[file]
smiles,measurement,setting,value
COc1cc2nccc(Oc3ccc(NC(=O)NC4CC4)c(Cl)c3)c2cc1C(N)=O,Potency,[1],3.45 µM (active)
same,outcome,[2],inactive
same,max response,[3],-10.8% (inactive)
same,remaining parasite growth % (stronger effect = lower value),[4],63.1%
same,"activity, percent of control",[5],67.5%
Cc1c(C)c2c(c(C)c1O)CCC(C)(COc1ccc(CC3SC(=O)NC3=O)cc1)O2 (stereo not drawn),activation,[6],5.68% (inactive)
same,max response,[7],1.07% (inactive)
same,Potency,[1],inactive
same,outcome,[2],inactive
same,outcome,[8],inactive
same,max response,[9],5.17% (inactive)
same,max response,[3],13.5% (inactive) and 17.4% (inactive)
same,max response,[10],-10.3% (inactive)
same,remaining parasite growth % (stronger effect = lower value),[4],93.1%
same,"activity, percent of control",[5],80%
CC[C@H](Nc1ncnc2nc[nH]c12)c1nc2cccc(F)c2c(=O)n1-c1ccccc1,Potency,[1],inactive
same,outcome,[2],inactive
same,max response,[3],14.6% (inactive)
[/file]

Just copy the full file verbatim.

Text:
smiles,measurement,setting,value
COc1cc2nccc(Oc3ccc(NC(=O)NC4CC4)c(Cl)c3)c2cc1C(N)=O,Potency,[1],3.45 µM (active)
same,outcome,[2],inactive
same,max response,[3],-10.8% (inactive)
same,remaining parasite growth % (stronger effect = lower value),[4],63.1%
same,"activity, percent of control",[5],67.5%
Cc1c(C)c2c(c(C)c1O)CCC(C)(COc1ccc(CC3SC(=O)NC3=O)cc1)O2 (stereo not drawn),activation,[6],5.68% (inactive)
same,max response,[7],1.07% (inactive)
same,Potency,[1],inactive
same,outcome,[2],inactive
same,outcome,[8],inactive
same,max response,[9],5.17% (inactive)
same,max response,[3],13.5% (inactive) and 17.4% (inactive)
same,max response,[10],-10.3% (inactive)
same,remaining parasite growth % (stronger effect = lower value),[4],93.1%
same,"activity, percent of control",[5],80%
CC[C@H](Nc1ncnc2nc[nH]c12)c1nc2cccc(F)c2c(=O)n1-c1ccccc1,Potency,[1],inactive
same,outcome,[2],inactive
same,max response,[3],14.6% (inactive)